The U.S. apparel industry market is the biggest in the world, according to Statista. With revenues of over $328 billion in 2017 and a projection of $390 billion in 2025, there are many ways technology can influence these numbers. Here are 4 ways newly introduced tech is revolutionizing how apparel is made, sold, and worn.
Long gone are the days of having to go to a tailor to order custom garments created to perfectly fit your body. Now, companies like MTailor have technology that measures your body for perfect-for-you fit. In fact, MTailor claims that by using their app, their machine learning algorithm can measure you 20% better than a tailor would be able to, and all in 30 seconds or fewer. All it requires is a smartphone or tablet’s camera to take 9 upper body measurements and 7 lower body measurements. Then, a customer can purchase tailored blazers, suits, pants, and shirts for men, as well as jeans for women.
While wearable accessory tech like smart watches, bracelets, and now rings may be commonplace, there are new intelligent clothing choices transforming the apparel industry — specifically shoes. You may think that measuring performance is one of the reasons for smart shoes, but that option existed for quite some time — the Nike+ training shoe debuted in 2012. However, the newest smart shoe, Nike’s Adapt BB, pairs with an app to adjust for fit. Sayonara, shoelaces.
In a company article, Michael Donaghu, Nike’s VP of Innovation, describes the shoe by saying, “It remembers, via a paired app, how tight or loose you prefer your footwear — not just one setting, but in different situations like warm-ups, gameplay and while resting on the bench…And with your own personal fit, Nike has finally made countless dreams come true: a custom shoe for everyone.”
Augmented reality (AR) mirrors are changing the way consumers try on clothes, and for many reasons. In an interview for this article, digital strategist Adam Riemer says, “A person can stand in the mirror and get to see what the apparel is going to look like. Not only does this save time and help them to visualize the fashion, but there is a side benefit that doesn’t often get discussed — some people with obsessive compulsive disorder (OCD) could be germophobic. By eliminating the need to try on clothing that hasn’t been cleaned or has been tried on by many people, that person can experience what the clothing would look like on them.”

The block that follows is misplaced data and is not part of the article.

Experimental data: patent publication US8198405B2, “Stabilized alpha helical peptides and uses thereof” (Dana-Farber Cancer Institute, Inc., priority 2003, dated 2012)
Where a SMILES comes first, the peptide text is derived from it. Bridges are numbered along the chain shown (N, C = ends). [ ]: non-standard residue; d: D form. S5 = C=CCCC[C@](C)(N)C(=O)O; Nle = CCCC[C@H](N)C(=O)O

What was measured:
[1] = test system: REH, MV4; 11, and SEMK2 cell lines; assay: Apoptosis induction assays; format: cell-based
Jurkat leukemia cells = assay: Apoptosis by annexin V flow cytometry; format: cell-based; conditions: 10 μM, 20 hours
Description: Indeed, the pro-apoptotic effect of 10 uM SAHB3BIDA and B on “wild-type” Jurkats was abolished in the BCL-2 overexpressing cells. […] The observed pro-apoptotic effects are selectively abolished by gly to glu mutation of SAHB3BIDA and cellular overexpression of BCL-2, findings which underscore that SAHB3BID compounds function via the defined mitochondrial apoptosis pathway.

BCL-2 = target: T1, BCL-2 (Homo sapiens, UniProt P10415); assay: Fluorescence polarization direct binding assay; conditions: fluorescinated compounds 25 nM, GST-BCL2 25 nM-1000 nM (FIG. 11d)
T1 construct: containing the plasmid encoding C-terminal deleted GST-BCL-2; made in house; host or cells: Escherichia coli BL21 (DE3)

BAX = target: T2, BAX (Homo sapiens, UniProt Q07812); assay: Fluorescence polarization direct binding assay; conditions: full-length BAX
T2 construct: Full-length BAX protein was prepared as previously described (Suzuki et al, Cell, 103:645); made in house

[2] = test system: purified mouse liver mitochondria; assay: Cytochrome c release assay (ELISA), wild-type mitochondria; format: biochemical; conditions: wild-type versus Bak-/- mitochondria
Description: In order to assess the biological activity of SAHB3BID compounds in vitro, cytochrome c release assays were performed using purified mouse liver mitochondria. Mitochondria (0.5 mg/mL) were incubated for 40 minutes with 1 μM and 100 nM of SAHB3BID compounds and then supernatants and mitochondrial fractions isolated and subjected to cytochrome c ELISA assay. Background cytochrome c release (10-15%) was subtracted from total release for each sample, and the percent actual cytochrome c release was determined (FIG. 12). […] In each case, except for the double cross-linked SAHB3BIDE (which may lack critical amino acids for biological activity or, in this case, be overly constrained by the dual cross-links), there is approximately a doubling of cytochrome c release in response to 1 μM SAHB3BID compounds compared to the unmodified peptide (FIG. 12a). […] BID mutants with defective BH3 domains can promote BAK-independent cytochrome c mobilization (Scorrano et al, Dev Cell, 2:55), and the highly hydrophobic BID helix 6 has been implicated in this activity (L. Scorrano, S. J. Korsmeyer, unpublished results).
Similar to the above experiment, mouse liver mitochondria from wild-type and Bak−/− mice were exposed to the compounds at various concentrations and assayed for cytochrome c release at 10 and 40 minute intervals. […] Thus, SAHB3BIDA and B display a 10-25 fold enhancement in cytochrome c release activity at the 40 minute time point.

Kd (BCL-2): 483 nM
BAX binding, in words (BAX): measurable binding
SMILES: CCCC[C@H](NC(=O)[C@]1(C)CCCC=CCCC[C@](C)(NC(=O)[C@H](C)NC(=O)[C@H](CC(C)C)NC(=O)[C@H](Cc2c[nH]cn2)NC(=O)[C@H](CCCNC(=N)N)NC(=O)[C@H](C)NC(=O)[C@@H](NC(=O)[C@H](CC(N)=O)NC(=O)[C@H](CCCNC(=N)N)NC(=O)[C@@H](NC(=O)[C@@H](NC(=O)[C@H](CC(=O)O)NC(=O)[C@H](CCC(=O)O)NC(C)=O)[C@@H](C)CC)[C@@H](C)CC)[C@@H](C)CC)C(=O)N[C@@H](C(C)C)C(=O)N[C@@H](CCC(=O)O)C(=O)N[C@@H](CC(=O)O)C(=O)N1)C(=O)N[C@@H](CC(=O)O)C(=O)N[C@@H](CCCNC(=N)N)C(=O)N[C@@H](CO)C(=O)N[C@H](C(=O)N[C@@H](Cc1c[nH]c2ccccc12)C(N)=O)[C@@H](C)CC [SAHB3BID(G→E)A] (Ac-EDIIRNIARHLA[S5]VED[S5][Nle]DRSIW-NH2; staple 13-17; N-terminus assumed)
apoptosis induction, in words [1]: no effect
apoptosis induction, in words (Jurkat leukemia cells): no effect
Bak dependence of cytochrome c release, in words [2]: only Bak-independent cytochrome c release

Arming retail workers
Outdated tech makes it impossible for retail workers to live up to the standards consumers are used to. By given them access to options such as enterprise mobile computers (EMC), tablets, and RFID tags, they’ll be better able to move customers through a sale. “It’s common for shoppers to expect their in-store experiences to be just as seamless as online shopping which places significant pressure on retailers to deliver,” says Tim Kane, a Zebra Technologies retail-solutions’ industry consultant, in an interview for this article. “Much like consumers would use their smartphones to “pre-shop” (ex: pull up product information and in-store availability) prior to visiting a store, store associates equipped with enterprise mobile computers and tablets are able to instantly access product information, inventory data and more — allowing them to provide customers with a higher level of service on the sales floor without leaving their side.”
While Statista may be able to project industry revenue in 2025, it’s impossible to know how technology will change and improve the apparel industry even more in these next few years. Until then, we can all enjoy the ways tech is improving how we wear and buy our clothes.